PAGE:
Two Tales of Terror  

By Kenneth Weene

 

Bela

 

Bela was the king. Everyone knew that. What was this sturgeon head going on about? Retire? Take on an apprentice, not another assistant but someone to eventually replace him? Never, he was Bela, king of the circus, the great Bela, Bela the clown.

Urdung mumbled on, as owners do, about revenues and attendance. That was of no concern to the great artist. Yes, Bela would admit, the boy was nimble, not as nimble as he had once been, but nimble. Yes, he would admit that this boy had an aptitude

“Add him to the cast,” Bela had said. “Add him to my retinue. He can paint his face with teardrops and wear baggy shoes. Perhaps he can do a fall or a tumble. Yes, the audience loves to see a young clown tripping over his own feet.

“But my replacement? My understudy? No, not him. I am Bela, king of the circus, the great Bela, Bela the clown who overcomes death.”

Urdung, knowing this was hardly true, muttered, “But people no longer laugh at your act.” Fewer came, but they still laughed. Who does not want to laugh at death?

“Clowns are not funny,” Bela had once said; “we are the embodiment of terror, the terrors hidden in the heart. Of loneliness, futility, helplessness, rejection; and I, Bela, am the embodiment of death. People do not laugh at my costume or my paint. It is not my great gold nose or my pointed shoes with their bells they come to see. If I used red instead of black to form the triangles on my white face, it would not matter.

“It is my death and resurrection that matters. If they cannot be guaranteed a seat in Heaven, if they cannot be sure of resurrection, they can for a few kopecks come to the circus and laugh.”

Andropov, that professor from Krakow, had nodded his head and had furiously taken notes. Had he written that fine paper? Had it been published for all the great minds to read? Bela did not know. And if it had, Bela would not have read it; Bela did not know how to read.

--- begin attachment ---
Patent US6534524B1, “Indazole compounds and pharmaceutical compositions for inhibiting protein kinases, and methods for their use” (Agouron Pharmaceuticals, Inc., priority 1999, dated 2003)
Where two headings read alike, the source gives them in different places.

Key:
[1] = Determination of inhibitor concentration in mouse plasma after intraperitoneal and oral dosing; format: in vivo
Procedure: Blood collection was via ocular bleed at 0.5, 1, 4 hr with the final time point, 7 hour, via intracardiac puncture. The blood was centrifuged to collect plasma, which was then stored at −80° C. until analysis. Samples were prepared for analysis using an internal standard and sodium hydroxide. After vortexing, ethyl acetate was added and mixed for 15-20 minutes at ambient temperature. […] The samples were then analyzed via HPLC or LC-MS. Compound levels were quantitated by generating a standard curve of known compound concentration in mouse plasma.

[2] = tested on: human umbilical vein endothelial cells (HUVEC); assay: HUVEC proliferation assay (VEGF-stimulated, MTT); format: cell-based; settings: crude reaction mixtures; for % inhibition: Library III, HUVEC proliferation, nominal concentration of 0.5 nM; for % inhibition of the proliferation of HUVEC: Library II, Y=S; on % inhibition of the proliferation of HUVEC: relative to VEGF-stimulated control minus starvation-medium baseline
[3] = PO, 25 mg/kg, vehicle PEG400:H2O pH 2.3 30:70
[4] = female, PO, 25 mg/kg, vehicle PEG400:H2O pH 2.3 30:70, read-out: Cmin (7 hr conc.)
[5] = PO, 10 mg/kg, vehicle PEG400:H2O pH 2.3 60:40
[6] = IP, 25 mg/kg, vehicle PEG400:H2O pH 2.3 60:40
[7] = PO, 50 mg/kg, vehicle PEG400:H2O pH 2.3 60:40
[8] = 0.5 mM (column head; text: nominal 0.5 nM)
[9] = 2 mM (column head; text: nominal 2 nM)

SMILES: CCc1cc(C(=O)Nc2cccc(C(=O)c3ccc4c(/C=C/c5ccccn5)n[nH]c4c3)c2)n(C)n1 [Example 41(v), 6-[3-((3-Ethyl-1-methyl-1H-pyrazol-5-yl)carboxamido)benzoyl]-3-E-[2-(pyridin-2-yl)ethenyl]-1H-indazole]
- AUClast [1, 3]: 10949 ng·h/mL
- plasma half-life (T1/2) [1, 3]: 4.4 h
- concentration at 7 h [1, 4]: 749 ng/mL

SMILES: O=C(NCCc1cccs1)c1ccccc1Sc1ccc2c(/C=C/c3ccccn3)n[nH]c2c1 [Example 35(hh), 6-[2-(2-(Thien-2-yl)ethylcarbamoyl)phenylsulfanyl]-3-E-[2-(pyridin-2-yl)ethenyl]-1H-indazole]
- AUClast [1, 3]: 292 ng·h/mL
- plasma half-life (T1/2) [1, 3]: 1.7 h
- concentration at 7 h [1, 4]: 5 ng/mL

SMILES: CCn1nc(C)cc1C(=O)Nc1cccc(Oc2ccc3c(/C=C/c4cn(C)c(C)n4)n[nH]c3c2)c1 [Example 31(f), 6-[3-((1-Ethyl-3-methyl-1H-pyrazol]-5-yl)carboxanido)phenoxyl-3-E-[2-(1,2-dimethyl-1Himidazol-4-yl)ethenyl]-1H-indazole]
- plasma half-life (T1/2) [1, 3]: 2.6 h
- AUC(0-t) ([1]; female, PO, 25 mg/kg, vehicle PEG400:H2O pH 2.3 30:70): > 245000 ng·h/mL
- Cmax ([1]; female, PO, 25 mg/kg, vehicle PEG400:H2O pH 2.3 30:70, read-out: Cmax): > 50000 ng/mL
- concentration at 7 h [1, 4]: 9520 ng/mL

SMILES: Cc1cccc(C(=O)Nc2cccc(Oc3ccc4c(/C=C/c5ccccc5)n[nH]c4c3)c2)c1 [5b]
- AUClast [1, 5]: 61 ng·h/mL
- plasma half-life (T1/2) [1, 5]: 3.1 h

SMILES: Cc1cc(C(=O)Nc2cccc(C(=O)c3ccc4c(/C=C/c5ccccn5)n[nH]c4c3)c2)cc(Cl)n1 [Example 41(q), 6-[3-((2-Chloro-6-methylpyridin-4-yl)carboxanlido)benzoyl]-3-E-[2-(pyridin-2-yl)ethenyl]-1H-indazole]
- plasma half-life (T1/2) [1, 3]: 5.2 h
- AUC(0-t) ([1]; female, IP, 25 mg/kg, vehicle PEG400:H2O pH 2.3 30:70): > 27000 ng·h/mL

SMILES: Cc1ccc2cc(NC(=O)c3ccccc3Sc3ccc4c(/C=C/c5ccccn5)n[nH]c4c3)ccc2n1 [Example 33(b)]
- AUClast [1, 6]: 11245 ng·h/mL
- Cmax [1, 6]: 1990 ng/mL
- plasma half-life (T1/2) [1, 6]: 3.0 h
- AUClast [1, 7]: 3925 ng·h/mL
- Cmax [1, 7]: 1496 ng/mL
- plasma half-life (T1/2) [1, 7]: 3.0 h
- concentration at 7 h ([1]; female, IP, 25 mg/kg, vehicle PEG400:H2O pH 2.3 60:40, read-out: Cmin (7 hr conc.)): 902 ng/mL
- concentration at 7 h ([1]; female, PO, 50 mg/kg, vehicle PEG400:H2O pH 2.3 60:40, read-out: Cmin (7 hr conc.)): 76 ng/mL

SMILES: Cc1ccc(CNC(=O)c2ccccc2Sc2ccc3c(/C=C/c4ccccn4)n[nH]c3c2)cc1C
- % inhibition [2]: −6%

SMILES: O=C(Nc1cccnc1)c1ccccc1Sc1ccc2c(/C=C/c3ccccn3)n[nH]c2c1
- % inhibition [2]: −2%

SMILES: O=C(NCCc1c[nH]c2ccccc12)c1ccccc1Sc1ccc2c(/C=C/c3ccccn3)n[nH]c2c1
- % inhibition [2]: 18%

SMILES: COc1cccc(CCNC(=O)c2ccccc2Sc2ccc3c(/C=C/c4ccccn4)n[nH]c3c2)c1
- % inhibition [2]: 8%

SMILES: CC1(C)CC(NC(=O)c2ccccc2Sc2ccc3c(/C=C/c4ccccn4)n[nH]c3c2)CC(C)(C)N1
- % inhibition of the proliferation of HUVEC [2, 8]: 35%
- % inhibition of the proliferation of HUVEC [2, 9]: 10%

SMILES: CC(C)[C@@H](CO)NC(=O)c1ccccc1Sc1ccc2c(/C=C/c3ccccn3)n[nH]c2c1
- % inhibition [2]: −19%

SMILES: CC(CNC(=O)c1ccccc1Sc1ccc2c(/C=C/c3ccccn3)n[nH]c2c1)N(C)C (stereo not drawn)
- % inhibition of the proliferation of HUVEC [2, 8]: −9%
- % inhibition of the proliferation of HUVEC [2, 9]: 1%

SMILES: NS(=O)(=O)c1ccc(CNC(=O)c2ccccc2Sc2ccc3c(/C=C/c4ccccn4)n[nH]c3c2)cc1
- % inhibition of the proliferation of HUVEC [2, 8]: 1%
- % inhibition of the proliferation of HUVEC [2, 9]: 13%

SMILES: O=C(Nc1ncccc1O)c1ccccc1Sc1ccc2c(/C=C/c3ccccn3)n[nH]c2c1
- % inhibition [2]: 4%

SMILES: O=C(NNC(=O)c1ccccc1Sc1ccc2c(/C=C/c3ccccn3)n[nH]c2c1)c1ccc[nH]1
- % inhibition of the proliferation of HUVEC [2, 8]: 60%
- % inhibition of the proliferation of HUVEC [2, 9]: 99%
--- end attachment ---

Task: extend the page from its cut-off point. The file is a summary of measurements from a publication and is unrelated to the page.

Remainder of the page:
As a child, Bela had not been a good student. “Oh, his mind is quick,” the headmaster had said, “but his mouth is quicker. He is the clown always. Playing to the audience with a tumble here and a pratfall there. Joking, joking—never serious. The teachers don’t want him in the classroom; they send him to me—to sit on the bench outside the office. Even there he does not sit quietly. He shows no remorse. He shows no respect. He plays the fool for the secretaries, the visitors, and especially the other children who are told to sit on the bench.”

Scoldings did not help. Beatings did not help. The priest spoke to him. “You will die and go to Hell!”

Bela made a face and began to melt, to act as if he were melting, in the awful flames. He writhed and shrank into himself, all the time screaming, not in terror but with shrieked laughter and exclamations of make-believe pain. Then, when he had collapsed into a heap on the floor, he rose again, in silence, as if a phoenix from his own ashes, until he stood on his tiptoes, reached up so that his hands could touch the top of the priest’s head. “And I condemn you to Heaven,” he proclaimed to the priest’s and his parents’ horror.

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